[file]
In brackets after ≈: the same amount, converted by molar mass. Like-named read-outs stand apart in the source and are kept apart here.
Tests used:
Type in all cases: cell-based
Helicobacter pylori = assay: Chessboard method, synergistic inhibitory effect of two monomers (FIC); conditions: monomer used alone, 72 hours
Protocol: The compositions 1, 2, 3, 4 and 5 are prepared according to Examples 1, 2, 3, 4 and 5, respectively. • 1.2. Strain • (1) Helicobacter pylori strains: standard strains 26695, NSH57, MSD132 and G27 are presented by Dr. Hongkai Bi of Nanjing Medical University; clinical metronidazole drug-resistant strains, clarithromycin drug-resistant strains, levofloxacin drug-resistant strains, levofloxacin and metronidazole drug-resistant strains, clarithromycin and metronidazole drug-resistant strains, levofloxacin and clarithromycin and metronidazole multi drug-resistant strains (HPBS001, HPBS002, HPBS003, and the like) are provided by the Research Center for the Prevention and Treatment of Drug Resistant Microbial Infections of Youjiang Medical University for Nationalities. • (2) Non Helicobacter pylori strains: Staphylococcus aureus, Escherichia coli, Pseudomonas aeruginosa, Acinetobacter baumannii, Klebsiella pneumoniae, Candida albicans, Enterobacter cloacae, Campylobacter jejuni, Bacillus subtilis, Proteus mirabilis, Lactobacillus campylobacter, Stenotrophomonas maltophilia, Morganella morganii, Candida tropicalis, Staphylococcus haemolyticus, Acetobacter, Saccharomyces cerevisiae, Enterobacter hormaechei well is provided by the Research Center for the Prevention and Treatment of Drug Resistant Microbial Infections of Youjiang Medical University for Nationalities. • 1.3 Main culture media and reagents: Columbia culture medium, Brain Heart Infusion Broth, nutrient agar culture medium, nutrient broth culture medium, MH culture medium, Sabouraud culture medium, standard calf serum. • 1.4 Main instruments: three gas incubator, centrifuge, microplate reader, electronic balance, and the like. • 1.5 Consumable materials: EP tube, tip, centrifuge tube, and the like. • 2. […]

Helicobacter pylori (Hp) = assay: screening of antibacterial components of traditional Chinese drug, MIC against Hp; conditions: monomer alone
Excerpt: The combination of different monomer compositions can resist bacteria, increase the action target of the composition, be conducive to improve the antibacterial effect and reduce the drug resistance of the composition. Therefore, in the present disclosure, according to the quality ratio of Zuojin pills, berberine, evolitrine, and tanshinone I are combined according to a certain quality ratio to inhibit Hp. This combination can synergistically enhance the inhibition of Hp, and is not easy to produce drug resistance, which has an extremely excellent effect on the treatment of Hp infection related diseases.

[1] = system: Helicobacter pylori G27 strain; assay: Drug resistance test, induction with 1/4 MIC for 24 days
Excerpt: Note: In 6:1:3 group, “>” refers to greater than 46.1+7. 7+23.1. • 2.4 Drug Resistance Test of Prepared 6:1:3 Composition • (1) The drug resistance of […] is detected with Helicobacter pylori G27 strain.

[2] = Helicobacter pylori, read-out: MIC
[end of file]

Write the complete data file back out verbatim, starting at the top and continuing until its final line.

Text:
In brackets after ≈: the same amount, converted by molar mass. Like-named read-outs stand apart in the source and are kept apart here.
Tests used:
Type in all cases: cell-based
Helicobacter pylori = assay: Chessboard method, synergistic inhibitory effect of two monomers (FIC); conditions: monomer used alone, 72 hours
Protocol: The compositions 1, 2, 3, 4 and 5 are prepared according to Examples 1, 2, 3, 4 and 5, respectively. • 1.2. Strain • (1) Helicobacter pylori strains: standard strains 26695, NSH57, MSD132 and G27 are presented by Dr. Hongkai Bi of Nanjing Medical University; clinical metronidazole drug-resistant strains, clarithromycin drug-resistant strains, levofloxacin drug-resistant strains, levofloxacin and metronidazole drug-resistant strains, clarithromycin and metronidazole drug-resistant strains, levofloxacin and clarithromycin and metronidazole multi drug-resistant strains (HPBS001, HPBS002, HPBS003, and the like) are provided by the Research Center for the Prevention and Treatment of Drug Resistant Microbial Infections of Youjiang Medical University for Nationalities. • (2) Non Helicobacter pylori strains: Staphylococcus aureus, Escherichia coli, Pseudomonas aeruginosa, Acinetobacter baumannii, Klebsiella pneumoniae, Candida albicans, Enterobacter cloacae, Campylobacter jejuni, Bacillus subtilis, Proteus mirabilis, Lactobacillus campylobacter, Stenotrophomonas maltophilia, Morganella morganii, Candida tropicalis, Staphylococcus haemolyticus, Acetobacter, Saccharomyces cerevisiae, Enterobacter hormaechei well is provided by the Research Center for the Prevention and Treatment of Drug Resistant Microbial Infections of Youjiang Medical University for Nationalities. • 1.3 Main culture media and reagents: Columbia culture medium, Brain Heart Infusion Broth, nutrient agar culture medium, nutrient broth culture medium, MH culture medium, Sabouraud culture medium, standard calf serum. • 1.4 Main instruments: three gas incubator, centrifuge, microplate reader, electronic balance, and the like. • 1.5 Consumable materials: EP tube, tip, centrifuge tube, and the like. • 2. […]

Helicobacter pylori (Hp) = assay: screening of antibacterial components of traditional Chinese drug, MIC against Hp; conditions: monomer alone
Excerpt: The combination of different monomer compositions can resist bacteria, increase the action target of the composition, be conducive to improve the antibacterial effect and reduce the drug resistance of the composition. Therefore, in the present disclosure, according to the quality ratio of Zuojin pills, berberine, evolitrine, and tanshinone I are combined according to a certain quality ratio to inhibit Hp. This combination can synergistically enhance the inhibition of Hp, and is not easy to produce drug resistance, which has an extremely excellent effect on the treatment of Hp infection related diseases.

[1] = system: Helicobacter pylori G27 strain; assay: Drug resistance test, induction with 1/4 MIC for 24 days
Excerpt: Note: In 6:1:3 group, “>” refers to greater than 46.1+7. 7+23.1. • 2.4 Drug Resistance Test of Prepared 6:1:3 Composition • (1) The drug resistance of […] is detected with Helicobacter pylori G27 strain.

[2] = Helicobacter pylori, read-out: MIC